Opening Government


Prime Minister

The debate begins with a seven-minute speech by the Prime Minister. The Prime Minister has two basic responsibilities: to define and interpret the motion and to develop the case for the proposition. The first of these responsibilities is to define and interpret the motion for debate. The definition and interpretation is particularly important because it sets the stage for the entire debate. Remember, the Prime Minster has the right to define the motion and the responsibility to do so in a reasonable fashion. Therefore, if the Prime Minister’s interpretation is a poor one, the likely result will be a poor debate.

The second responsibility of the Prime Minister is to construct a case for the proposition. Simply stated, a “case” consists of one or more arguments supporting the Prime Minister’s interpretation of the motion. Therefore, the Prime Minister will outline the arguments supporting the interpretation and begin to develop each of those arguments. The Prime Minister need not present all of the arguments for the First Proposition team. In many cases, the Prime Minister will state that the First Proposition team will have a certain number of arguments and that some will be presented in this speech and the Deputy Prime Minister will present the rest.

Deputy Prime Minister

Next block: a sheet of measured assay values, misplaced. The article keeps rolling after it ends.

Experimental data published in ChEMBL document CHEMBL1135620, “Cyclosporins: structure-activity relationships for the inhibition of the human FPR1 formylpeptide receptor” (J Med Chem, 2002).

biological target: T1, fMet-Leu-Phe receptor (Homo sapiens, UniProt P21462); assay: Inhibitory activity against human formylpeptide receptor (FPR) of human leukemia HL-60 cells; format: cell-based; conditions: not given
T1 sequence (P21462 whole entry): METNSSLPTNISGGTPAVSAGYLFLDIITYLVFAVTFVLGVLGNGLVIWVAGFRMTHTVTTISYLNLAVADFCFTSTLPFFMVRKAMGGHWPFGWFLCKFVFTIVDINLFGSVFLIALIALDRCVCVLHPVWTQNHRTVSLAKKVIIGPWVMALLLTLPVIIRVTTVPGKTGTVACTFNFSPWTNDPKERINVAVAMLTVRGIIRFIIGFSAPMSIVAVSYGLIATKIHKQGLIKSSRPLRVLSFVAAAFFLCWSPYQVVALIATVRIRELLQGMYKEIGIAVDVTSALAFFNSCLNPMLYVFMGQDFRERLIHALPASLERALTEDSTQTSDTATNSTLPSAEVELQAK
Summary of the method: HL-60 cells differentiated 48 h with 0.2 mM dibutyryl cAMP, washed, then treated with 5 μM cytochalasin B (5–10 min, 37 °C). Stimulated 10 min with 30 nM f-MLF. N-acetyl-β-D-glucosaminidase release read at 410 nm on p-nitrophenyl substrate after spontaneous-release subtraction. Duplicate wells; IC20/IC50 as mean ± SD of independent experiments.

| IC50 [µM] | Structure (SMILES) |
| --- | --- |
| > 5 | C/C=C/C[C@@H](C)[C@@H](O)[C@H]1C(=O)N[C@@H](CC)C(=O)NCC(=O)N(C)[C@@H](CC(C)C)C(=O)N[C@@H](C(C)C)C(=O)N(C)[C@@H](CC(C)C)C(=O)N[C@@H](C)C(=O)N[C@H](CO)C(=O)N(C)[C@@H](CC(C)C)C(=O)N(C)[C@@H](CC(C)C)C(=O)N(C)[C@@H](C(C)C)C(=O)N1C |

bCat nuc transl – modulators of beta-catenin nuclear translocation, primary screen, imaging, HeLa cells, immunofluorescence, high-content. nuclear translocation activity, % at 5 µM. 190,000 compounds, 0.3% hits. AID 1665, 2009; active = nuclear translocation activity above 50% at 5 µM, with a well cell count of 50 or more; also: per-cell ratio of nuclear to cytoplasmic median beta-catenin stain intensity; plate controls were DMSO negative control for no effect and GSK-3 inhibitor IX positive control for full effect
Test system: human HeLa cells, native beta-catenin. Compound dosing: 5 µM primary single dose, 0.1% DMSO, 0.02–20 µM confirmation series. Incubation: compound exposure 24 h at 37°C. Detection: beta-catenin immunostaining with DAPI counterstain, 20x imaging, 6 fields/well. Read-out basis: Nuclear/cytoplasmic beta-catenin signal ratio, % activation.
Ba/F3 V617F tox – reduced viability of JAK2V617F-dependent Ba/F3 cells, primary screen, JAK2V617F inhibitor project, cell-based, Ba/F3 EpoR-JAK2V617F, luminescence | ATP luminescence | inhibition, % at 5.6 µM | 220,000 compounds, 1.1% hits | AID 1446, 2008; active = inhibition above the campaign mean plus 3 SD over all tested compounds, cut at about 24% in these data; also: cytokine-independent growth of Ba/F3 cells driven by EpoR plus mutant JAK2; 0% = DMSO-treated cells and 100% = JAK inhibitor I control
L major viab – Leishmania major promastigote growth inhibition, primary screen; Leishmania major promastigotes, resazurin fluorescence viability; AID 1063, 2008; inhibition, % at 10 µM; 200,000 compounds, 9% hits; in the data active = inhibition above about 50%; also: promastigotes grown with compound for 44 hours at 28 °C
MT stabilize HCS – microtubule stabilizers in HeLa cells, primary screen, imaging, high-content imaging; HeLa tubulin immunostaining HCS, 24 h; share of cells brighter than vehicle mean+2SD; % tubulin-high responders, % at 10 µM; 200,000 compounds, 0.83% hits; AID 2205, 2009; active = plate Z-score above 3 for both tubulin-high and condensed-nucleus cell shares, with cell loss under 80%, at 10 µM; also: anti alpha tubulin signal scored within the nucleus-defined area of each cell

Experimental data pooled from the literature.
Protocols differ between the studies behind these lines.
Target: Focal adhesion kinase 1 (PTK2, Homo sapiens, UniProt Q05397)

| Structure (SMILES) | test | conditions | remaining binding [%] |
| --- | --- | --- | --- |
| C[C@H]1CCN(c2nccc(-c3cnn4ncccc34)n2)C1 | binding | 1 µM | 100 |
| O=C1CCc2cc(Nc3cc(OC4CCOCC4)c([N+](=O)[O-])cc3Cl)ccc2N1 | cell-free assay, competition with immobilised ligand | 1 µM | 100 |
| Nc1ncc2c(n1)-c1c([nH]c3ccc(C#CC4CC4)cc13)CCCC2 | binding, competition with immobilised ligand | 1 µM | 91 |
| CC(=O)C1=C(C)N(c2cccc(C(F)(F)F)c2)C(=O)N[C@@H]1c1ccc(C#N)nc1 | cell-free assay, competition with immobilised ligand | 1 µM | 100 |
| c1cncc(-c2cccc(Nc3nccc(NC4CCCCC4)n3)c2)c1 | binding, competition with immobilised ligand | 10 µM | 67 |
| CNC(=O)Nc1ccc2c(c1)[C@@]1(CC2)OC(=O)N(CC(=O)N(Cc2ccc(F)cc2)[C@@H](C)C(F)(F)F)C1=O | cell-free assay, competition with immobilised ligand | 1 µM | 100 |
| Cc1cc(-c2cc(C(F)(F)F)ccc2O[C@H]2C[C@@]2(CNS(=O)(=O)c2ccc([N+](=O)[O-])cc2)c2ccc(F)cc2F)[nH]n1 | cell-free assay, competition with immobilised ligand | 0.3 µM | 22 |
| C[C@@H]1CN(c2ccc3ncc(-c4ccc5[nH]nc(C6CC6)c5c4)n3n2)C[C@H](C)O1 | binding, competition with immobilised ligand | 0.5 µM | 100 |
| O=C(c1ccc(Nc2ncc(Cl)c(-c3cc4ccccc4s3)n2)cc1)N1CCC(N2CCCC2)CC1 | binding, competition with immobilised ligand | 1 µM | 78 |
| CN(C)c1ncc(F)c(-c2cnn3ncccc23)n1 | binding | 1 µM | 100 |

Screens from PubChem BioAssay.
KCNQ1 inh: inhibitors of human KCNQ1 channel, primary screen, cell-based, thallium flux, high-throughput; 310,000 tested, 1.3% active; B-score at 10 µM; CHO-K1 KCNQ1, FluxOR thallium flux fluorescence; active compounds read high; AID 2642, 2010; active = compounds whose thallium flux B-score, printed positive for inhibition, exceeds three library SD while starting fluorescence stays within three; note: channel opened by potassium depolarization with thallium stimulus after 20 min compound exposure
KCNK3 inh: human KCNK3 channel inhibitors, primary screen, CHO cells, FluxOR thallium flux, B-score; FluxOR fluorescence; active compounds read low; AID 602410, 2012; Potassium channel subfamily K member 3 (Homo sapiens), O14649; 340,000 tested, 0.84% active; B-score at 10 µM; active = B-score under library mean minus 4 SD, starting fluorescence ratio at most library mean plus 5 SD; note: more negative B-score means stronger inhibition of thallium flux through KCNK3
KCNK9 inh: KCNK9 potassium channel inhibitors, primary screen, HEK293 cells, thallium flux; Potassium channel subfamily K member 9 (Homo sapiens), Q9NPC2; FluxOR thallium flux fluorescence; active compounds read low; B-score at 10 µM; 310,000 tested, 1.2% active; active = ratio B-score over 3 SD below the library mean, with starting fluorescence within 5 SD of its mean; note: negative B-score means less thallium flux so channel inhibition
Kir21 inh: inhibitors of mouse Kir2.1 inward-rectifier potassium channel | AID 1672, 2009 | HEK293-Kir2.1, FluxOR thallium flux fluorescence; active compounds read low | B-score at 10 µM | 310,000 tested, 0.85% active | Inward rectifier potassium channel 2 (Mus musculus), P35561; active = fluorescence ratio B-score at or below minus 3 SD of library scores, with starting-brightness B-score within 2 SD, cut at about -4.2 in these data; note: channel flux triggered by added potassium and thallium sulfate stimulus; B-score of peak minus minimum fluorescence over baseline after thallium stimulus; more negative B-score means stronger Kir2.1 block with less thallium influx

The Deputy Prime Minister has three primary obligations: to defend the case presented by the Prime Minister, to refute any independent arguments presented by the Leader of the Opposition, and (optionally) to expand on the constructive case by arguing a new point.

First, the Deputy Prime Minister defends the case presented by the Prime Minister by engaging any refutation presented against the case by the Leader of the Opposition. The Deputy should take up the Prime Minister’s argument one by one and defend each argument against any refutation by the Leader of the Opposition. Thus, at the end of this section of the Deputy’s speech, the audience should see that the case originally presented by the Prime Minister still stands as strongly as it did when initially presented.

Second, the Deputy Prime Minister should refute any of the independent argument presented by the Leader of the Opposition. Like the Leader of Opposition, the Deputy should not try to refute all arguments, just the most important ones.

Finally, the Deputy Prime Minster may add an argument to the case presented by the Prime Minister, should there not have been sufficient time for the Prime Minister to make the entire Opening Government case.